I went for a tour of a prison this week, as part of a chamber of commerce leadership training class thing I'm doing. It's a weird industrial kind of faded sadness the place evokes. Everything in the architecture and décor is spare and metallic and rote, but there's a feral smell wafting through the air, a smell of sleep and old socks and sore throats and rainy afternoons in trailers. It's the smell of an Arby's uniform after work, a stink that goes undetected mostly because it's never allowed outside of its vicinity, its distinct zone. You are trapped with that odor if you have any connection to it though. It's yours. And the prison pods I toured with other professional types had that stink but it was captured so you could breath it in without having to live through it, so it almost becomes a sort of souvenir, a sense memory, a joke.
But I've lived with that smell many times in my life. I'm from lower-income stock, have lived in Section 8 apartments, have worked a number of really crappy jobs. I know what that smell is, and it really made me feel connected to something you don't really want to be connected to, but you have to get used to because its who you are, not so much a destiny as an element, a chemical vapor.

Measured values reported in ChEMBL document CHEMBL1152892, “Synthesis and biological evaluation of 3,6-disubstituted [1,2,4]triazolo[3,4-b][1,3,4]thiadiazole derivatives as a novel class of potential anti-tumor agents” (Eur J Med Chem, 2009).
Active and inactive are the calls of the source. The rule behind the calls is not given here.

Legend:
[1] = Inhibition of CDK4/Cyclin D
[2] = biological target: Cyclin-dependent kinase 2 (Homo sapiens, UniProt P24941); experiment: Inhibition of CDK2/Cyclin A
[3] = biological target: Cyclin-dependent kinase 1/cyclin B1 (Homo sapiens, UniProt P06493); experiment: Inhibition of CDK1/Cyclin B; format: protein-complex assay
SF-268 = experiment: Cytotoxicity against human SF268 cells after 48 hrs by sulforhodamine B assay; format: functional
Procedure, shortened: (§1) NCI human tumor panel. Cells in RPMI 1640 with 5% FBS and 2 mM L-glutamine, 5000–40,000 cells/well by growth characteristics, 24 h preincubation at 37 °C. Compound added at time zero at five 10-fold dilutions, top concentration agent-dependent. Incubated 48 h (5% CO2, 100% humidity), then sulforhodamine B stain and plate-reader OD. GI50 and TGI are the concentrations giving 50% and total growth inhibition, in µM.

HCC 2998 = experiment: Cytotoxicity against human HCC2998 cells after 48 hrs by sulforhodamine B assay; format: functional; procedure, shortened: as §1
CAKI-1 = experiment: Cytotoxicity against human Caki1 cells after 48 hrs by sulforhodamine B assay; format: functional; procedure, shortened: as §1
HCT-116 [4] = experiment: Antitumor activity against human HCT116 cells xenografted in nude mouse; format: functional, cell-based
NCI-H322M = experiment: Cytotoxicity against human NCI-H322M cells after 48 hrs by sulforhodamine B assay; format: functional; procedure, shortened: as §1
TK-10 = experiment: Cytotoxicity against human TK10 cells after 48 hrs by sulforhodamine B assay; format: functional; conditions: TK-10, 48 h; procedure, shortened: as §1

When we toured the pods, you could see a few prisoners waiting out our visit in their cells. We even were told we could look into a cell or two, and what we saw was what you'd think we'd see. A silver metallic sink and toilet, bunk beds, linoleum, cinder-block blankness. It was not horrifying in anyway, just routine and drab and on the edge of total disappearance, that exact moment before everything gets taken away.